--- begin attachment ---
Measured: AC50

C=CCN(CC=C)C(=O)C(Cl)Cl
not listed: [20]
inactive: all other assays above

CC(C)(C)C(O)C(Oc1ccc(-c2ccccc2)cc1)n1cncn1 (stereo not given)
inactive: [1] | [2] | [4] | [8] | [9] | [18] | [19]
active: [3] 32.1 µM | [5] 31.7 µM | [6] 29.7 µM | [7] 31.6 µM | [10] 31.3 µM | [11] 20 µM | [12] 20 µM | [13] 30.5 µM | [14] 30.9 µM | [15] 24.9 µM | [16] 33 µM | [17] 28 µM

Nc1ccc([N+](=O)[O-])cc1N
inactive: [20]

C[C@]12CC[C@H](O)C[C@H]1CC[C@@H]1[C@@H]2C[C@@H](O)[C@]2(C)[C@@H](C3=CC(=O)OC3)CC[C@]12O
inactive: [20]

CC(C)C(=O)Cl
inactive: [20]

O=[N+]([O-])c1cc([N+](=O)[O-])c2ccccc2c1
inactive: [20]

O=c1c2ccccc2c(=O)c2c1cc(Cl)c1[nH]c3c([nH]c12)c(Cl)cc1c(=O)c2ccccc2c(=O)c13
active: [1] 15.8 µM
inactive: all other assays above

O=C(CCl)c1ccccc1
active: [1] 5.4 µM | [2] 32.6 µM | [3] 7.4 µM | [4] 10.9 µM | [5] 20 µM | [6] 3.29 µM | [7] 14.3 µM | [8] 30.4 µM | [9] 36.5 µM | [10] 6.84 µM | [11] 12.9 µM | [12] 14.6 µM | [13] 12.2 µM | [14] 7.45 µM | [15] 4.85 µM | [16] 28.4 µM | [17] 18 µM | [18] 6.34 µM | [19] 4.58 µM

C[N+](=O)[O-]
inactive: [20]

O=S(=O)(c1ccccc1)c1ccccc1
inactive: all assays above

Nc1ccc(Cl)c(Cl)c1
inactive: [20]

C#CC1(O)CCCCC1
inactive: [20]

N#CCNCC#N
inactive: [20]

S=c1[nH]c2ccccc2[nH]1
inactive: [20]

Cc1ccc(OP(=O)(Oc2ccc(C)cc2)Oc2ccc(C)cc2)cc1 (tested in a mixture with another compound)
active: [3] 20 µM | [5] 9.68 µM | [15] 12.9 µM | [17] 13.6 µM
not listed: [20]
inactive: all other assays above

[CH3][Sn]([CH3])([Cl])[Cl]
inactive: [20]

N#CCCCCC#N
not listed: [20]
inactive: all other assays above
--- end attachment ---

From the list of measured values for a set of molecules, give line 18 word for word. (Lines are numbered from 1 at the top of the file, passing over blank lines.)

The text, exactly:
inactive: all other assays above